The Mason jar is one of the most popular kinds of jars in use today. Named after John Landis Mason, the Mason jar is basically a molded glass jar that is used mostly for canning food.
The jar is primarily used for preserving food and canning. It comes with a screw thread on the top.
There is a metal band on the lid and when screwed down properly, it creates a strong vacuum through the disc-shaped lid that is placed against the rim of the jar. A rubber ring is placed on the underside of the lid.
This is important because it helps create a seal around the lid, thus making sure that the food items inside remain protected from external elements.
In most parts of the world, the standard Mason jar is usually made of soda-lime glass. They are also available in two common shapes: a regular sized mouth and a wide mouthed version.
Mason jars have become incredibly common and they can easily be found in almost every part of the world.
Before we talk about using Mason jars on the stove, it is important to first identify the main uses. In the world of home canning, food can be packed into the jar, with a bit of space left at the top.
The lid is placed tightly to create a hermetic seal. Before that happens, the band is screwed loosely, allowing all steam or air inside to escape. Finally, the jar is heat sterilized by putting it in the boiling water.
In some cases, steam is also used. Finally, the jar is allowed to cool all the way down to room temperature. As the food inside begins to cool, a vacuum is created within the head space. This ultimately brings the lid closer and tightens the top properly.
Eventually, this creates a vacuum that makes the food ideal for long-term storage.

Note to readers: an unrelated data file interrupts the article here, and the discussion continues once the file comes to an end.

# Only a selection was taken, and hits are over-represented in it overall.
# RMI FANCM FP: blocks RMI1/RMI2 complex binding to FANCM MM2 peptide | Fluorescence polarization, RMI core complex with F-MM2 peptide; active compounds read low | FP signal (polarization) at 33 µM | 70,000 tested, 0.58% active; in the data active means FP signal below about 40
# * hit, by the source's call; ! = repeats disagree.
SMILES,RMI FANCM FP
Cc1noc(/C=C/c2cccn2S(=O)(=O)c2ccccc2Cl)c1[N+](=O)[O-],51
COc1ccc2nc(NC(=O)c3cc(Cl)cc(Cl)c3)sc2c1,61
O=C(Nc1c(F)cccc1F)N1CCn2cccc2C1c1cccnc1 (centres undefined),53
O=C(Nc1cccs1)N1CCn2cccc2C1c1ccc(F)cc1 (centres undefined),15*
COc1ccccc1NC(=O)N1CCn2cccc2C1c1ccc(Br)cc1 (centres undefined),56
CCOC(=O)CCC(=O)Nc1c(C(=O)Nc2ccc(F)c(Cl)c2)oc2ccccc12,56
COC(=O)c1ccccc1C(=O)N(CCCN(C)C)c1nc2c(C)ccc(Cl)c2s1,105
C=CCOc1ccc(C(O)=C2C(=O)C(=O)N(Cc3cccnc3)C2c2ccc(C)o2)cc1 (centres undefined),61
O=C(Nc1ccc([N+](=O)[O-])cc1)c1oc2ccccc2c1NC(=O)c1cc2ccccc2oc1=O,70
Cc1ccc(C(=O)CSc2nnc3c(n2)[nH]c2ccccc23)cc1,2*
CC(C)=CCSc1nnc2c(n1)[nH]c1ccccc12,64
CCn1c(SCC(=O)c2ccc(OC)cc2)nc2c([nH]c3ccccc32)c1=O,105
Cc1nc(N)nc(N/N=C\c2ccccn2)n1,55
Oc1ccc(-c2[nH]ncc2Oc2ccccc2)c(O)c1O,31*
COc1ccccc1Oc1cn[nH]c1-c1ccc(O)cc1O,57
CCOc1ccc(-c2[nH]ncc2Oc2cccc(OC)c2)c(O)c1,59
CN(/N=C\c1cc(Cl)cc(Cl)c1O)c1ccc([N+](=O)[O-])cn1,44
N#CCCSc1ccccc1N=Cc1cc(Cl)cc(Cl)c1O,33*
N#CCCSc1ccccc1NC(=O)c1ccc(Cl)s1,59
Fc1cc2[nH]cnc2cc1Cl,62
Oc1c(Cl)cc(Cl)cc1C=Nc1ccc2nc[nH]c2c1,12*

Should You Heat the Food Inside?
One of the things that you might have heard about Mason jars is that they are designed to be incredibly durable. However, you should know that because they are made of glass, it doesn’t mean that they can be used for heating.
Do not mistake the soda-lime glass used for Mason jars for Pyrex, which can be used for heating purposes.
First of all, you should know that glass expands when heated. This is in line with various other materials, and it also contracts when cooled. It is one of the reasons why the glass creates a tight seal when it is heat sterilized.
However, you should know that when you put the jar on the stove, it might not be properly heated.
Uneven heating or cooling is a serious problem. But, what most people don’t understand here is that this causes severe stress on the material.
When you take your glassware out of the dishwasher and place it in the cupboard to cool down, you don’t have to worry about it breaking apart.
However, you should know that the material is going to undergo severe stress and is likely to break when you take out the glassware directly from the dishwasher and place it under the tap for cool water to run through.
But, as mentioned, you should know that there are different types of glasses, and each of them have their own pros and cons.
For instance, Pyrex, which is completely safe for use in the oven, is generally made from tempered glass. But, don’t think that you can just place the
Pyrex on the top of a stove and take it off; it is going to be exposed to thermal shock and can break if it is subjected to sudden cooling right away.